Daily Reflection
February 12th, 2008

Ray Bucko, S.J.

Department of Sociology and Anthropology
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In my anthropology courses I often stress the importance of metaphors in culture. Once I wanted to be sure the class and I were on the same wave length so I asked the students what a metaphor was. One student said – Father, I don’t know what one is but I know what one is like!

The first reading compares God’s word to the rain and snow that waters the earth and makes it fruitful. I have seen deserts in the Middle East and in California and Nevada and realize how severe the landscape indeed is. However, I’m most familiar with South Dakota where I have done most of my research and continue to visit periodically. If you go to Slim Buttes on the Pine Ridge reservation and visit a certain overlook you will see a most remarkable site—the White River winding its way through a long valley below. On both sides you will see huge beautiful cottonwood trees and the prairie is verdant on either bank. Even when the rest of the country is parched in the summer heat the band of green remains.

Forgiveness is like that river out on the Pine Ridge reservation. It has the power to give life and transform it. In the Gospel Jesus reminds us that we are the river -- it is OUR forgiveness that can produce life. Note that Jesus does not tell us to forgive those who forgive us first – we are the ones to initiate forgiveness – we are the ones, through words and deeds, to transform the world around us like a stream does the desert.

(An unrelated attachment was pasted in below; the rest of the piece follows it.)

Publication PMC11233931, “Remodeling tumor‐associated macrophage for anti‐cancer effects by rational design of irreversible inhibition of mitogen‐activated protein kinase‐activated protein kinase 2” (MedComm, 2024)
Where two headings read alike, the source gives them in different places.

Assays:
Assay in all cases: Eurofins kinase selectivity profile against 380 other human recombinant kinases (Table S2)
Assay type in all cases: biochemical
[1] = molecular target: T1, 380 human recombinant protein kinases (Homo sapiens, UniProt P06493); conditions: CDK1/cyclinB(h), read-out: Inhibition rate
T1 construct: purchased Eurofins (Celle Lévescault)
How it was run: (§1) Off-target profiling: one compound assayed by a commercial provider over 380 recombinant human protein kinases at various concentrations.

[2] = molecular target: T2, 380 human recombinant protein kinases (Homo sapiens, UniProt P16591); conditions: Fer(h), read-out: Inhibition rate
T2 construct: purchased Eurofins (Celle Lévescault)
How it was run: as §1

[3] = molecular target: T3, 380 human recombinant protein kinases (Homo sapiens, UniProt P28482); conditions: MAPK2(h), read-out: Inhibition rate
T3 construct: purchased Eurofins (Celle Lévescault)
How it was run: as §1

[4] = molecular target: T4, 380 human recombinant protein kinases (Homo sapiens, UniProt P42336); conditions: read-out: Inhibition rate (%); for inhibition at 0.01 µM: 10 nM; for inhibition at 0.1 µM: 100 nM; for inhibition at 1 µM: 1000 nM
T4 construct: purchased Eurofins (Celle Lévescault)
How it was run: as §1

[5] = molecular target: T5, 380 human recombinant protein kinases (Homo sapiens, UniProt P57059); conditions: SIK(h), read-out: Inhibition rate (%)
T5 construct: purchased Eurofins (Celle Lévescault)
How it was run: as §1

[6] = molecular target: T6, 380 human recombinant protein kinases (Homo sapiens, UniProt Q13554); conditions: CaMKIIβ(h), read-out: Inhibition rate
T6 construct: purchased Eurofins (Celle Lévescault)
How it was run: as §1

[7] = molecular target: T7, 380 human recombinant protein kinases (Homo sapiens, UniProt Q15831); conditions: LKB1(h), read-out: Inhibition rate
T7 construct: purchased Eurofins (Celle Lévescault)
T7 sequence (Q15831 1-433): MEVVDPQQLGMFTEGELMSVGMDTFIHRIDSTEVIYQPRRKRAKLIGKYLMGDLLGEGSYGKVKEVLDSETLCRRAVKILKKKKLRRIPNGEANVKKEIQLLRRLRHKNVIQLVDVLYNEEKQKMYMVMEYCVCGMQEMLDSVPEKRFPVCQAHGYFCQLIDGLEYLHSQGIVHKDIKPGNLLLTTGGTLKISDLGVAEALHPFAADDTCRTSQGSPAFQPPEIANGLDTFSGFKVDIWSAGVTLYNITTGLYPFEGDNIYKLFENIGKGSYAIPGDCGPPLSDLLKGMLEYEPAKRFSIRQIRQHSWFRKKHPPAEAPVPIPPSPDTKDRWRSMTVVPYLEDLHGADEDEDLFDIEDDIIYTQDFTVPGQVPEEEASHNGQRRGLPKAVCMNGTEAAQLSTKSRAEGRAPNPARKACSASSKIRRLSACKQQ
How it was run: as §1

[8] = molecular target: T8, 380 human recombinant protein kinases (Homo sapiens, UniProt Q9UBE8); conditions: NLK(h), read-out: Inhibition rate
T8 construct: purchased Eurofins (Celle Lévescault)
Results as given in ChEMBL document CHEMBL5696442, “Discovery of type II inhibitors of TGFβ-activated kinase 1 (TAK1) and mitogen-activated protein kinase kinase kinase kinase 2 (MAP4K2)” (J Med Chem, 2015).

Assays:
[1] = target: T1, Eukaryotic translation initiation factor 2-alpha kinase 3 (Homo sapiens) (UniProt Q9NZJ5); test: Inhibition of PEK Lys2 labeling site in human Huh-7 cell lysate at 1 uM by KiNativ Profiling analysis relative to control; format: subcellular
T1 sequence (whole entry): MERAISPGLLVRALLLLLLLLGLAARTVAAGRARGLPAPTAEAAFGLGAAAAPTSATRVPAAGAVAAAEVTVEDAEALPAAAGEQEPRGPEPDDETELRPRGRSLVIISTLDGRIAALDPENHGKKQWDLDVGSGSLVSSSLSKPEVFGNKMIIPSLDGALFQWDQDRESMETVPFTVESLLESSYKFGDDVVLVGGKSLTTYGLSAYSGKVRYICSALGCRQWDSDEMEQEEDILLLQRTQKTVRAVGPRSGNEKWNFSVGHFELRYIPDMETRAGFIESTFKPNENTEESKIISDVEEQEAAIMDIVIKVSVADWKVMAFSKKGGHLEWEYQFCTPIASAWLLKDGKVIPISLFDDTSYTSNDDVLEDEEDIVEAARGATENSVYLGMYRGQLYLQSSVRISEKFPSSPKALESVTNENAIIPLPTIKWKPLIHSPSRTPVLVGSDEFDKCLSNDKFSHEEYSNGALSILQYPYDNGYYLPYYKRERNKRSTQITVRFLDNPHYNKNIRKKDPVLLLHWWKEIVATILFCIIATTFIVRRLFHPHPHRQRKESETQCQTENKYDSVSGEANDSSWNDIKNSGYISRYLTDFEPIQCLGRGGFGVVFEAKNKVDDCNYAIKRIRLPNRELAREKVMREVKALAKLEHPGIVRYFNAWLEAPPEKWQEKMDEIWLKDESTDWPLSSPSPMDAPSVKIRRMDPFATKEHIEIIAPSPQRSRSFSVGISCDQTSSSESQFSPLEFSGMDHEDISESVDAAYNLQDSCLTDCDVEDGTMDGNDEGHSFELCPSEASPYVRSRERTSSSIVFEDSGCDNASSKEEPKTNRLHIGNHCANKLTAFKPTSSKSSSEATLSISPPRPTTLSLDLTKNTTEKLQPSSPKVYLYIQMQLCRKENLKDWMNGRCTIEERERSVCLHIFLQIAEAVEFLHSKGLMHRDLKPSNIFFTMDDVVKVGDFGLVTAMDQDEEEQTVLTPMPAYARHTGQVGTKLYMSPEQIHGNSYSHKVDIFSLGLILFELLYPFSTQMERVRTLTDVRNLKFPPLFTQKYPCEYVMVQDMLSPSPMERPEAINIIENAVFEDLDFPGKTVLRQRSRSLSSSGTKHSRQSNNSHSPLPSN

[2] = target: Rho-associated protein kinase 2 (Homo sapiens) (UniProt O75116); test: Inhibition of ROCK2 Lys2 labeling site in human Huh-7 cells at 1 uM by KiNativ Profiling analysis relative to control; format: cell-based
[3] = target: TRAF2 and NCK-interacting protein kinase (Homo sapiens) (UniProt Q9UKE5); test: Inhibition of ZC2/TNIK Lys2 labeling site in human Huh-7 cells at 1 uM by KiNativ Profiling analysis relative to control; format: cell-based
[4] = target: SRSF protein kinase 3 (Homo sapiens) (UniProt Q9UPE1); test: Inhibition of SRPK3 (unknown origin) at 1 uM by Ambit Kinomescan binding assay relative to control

In Lent we often imagine ourselves just like the parched desert. So, too, we are each aware of our own need for forgiveness just as the earth needs water to bring forth life. But we can often forget that we are the very streams that can turn the prairie and desert green and sustain immense shade giving trees. Jesus makes it clear – to receive forgiveness we are to forgive, remembering always that God is a forgiving God, that God’s word is like the snow and rain and dew and rivers – sustaining life, and that it is Jesus who brought us forgiveness and bids us now to do likewise. Lent can be like a desert—but with the rivers of forgiveness that well up in each of us through grace, we each can be part of the transformation of death to life that we will celebrate in Easter.

Forgiveness is difficult and some might even say in some cases impossible. But we are asked the impossible, with God’s grace. It is the act of forgiveness that can transform the seemingly dead desert and parched prairie into vibrant life. Those prairies and deserts are all around us but they are also in us too. God has given us an immense power, the power of forgiveness. Lent is the time to make alive again so as to enter Easter fully.

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